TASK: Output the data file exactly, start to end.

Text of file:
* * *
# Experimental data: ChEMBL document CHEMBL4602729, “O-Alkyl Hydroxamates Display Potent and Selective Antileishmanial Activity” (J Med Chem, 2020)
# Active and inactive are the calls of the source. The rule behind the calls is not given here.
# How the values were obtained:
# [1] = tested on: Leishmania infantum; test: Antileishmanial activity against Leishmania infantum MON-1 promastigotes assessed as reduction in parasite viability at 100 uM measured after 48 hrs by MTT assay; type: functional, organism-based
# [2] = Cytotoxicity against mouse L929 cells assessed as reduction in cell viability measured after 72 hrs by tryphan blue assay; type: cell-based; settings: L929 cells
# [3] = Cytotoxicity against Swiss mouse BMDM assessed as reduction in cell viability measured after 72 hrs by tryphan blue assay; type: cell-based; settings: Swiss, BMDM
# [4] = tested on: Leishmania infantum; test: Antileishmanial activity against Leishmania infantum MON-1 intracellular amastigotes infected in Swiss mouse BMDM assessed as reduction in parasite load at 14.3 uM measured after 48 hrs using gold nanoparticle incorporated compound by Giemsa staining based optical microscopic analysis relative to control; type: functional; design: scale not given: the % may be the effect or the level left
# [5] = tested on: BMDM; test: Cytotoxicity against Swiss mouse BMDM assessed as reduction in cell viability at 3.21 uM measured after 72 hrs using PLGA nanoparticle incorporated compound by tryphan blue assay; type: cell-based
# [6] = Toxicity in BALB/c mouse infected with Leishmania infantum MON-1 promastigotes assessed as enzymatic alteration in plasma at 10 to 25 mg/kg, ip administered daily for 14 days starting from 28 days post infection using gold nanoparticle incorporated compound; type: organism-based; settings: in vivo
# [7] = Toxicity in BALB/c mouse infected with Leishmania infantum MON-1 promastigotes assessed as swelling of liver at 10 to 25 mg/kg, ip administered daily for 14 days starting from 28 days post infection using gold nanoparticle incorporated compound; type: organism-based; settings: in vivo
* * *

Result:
# Experimental data: ChEMBL document CHEMBL4602729, “O-Alkyl Hydroxamates Display Potent and Selective Antileishmanial Activity” (J Med Chem, 2020)
# Active and inactive are the calls of the source. The rule behind the calls is not given here.
# How the values were obtained:
# [1] = tested on: Leishmania infantum; test: Antileishmanial activity against Leishmania infantum MON-1 promastigotes assessed as reduction in parasite viability at 100 uM measured after 48 hrs by MTT assay; type: functional, organism-based
# [2] = Cytotoxicity against mouse L929 cells assessed as reduction in cell viability measured after 72 hrs by tryphan blue assay; type: cell-based; settings: L929 cells
# [3] = Cytotoxicity against Swiss mouse BMDM assessed as reduction in cell viability measured after 72 hrs by tryphan blue assay; type: cell-based; settings: Swiss, BMDM
# [4] = tested on: Leishmania infantum; test: Antileishmanial activity against Leishmania infantum MON-1 intracellular amastigotes infected in Swiss mouse BMDM assessed as reduction in parasite load at 14.3 uM measured after 48 hrs using gold nanoparticle incorporated compound by Giemsa staining based optical microscopic analysis relative to control; type: functional; design: scale not given: the % may be the effect or the level left
# [5] = tested on: BMDM; test: Cytotoxicity against Swiss mouse BMDM assessed as reduction in cell viability at 3.21 uM measured after 72 hrs using PLGA nanoparticle incorporated compound by tryphan blue assay; type: cell-based
# [6] = Toxicity in BALB/c mouse infected with Leishmania infantum MON-1 promastigotes assessed as enzymatic alteration in plasma at 10 to 25 mg/kg, ip administered daily for 14 days starting from 28 days post infection using gold nanoparticle incorporated compound; type: organism-based; settings: in vivo
# [7] = Toxicity in BALB/c mouse infected with Leishmania infantum MON-1 promastigotes assessed as swelling of liver at 10 to 25 mg/kg, ip administered daily for 14 days starting from 28 days post infection using gold nanoparticle incorporated compound; type: organism-based; settings: in vivo